The Archives of Falconry produces a quarterly e-newsletter, entitled Heritage, to inform donors and supporters of its acquisitions and activities. The e-newsletter is distributed by email and posted online. If you wish to receive this and other online publications, please register at my.peregrinefund.org. To sign up, create your own user ID and password, then click on “Email Subscriptions” and check the box for Heritage Newsletter (Archives). If you are already registered at my.peregrinefund.org, be sure you have checked the Heritage Newsletter box.
For the first time in over 70 years, a portrait of famous British falconer and sportsman, Colonel Thomas Thornton, will be on public display at the Archives of Falconry. The painting by noted British landscape and animal artist Philip Reinagle (1749-1833) was commissioned by Col. Thornton in the late 18th Century and was sold at Thornton’s death in 1823. The Winston F. C. Guest family home on Long Island was its place of residence since the 1940s and was one of the first pieces of art they purchased together. The Guests were always interested in sport especially thoroughbred horse racing, including a champion they aptly named Gyr.
The Archives of Falconry was aware of the painting’s existence, as it had been published in the book and on the dust jacket of A Bird in the Hand by Roger Upton. Attempts to ascertain its current location were made by falconer and Archives’ supporter Tony Huston for over 10 years. The painting had passed to the children and establishing personal contact proved elusive. Tony was finally able to make contact with Alexander Guest, the current owner, and indicated we would like to obtain a photographic reproduction which could be displayed alongside the Thornton Urn exhibit in The Archives of Falconry. Alexander Guest responded, “Would you like to borrow it?” Tony was speechless, but quickly regained his composure and responded with a “yes” of course.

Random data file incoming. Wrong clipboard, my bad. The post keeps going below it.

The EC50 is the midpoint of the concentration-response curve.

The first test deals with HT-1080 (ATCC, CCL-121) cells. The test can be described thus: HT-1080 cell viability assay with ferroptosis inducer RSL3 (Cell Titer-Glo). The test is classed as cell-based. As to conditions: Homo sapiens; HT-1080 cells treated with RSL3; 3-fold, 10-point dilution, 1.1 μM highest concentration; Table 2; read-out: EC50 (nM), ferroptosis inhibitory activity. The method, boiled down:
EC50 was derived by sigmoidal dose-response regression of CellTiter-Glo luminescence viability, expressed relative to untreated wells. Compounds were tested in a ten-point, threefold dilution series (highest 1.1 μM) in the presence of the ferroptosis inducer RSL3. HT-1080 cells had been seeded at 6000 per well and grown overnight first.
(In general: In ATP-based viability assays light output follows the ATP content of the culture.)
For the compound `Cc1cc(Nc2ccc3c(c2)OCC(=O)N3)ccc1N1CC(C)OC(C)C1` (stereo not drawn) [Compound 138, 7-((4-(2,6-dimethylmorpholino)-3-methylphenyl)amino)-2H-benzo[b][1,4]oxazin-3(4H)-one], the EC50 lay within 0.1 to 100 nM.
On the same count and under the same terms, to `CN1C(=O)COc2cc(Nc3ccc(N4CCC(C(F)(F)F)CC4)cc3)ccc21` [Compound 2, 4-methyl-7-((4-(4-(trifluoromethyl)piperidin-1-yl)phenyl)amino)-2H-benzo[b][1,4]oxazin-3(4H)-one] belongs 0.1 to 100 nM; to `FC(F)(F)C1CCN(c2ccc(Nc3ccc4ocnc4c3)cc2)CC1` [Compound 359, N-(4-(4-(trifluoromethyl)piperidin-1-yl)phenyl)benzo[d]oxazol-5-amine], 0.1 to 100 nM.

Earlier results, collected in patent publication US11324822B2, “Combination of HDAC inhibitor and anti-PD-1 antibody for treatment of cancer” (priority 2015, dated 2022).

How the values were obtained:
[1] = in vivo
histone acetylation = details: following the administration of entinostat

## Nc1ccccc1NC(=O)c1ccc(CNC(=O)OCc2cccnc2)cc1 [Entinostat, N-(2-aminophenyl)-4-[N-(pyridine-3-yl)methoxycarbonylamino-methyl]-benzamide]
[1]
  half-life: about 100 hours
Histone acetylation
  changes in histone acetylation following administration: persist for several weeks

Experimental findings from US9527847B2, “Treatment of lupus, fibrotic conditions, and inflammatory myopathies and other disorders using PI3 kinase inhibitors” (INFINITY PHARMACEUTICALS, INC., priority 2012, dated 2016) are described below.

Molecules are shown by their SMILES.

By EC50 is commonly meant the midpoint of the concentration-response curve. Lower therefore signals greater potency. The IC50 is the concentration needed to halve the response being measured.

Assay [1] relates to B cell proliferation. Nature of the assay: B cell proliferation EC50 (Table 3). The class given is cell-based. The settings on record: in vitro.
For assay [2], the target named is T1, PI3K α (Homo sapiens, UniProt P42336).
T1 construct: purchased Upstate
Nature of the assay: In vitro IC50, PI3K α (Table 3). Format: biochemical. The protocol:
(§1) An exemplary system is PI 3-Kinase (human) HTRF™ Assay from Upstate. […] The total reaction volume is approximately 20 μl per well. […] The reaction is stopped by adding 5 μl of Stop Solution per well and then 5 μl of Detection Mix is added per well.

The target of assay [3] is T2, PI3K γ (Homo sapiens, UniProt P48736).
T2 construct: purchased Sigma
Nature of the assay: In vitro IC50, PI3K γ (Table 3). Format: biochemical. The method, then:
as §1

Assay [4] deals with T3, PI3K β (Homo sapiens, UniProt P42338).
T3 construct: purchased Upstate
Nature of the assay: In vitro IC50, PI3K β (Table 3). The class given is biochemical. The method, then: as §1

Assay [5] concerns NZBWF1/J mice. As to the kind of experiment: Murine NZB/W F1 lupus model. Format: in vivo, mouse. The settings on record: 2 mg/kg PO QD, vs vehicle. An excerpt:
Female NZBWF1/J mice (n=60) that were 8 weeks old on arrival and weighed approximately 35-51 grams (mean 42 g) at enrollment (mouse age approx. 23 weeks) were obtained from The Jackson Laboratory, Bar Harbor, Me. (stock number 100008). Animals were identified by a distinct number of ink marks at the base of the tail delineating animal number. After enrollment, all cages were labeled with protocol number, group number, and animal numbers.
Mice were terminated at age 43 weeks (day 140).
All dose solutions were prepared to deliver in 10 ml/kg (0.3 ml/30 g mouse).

This distinguished loan is truly a testament to the record of success and the reputation that The Archives of Falconry has obtained. This historic portrait of the falconer – who many feel was responsible for the revival of falconry in Britain in the late 18th Century – will be on public display for the first time in over a century.
Bob and Karen Reuter (daughter of falconer Hei Heiberg) stepped forward to help sponsor the cost of transporting the painting to Boise for display. John and Vicki Swift sponsored the expense of packing and crating this large 60” x 50” oil painting. A sponsorship opportunity still exists for the brochure that will be developed for the year-long special exhibit. This is a great opportunity to show your support of the Archives and its programs. Let us know if you are interested in publishing this brochure.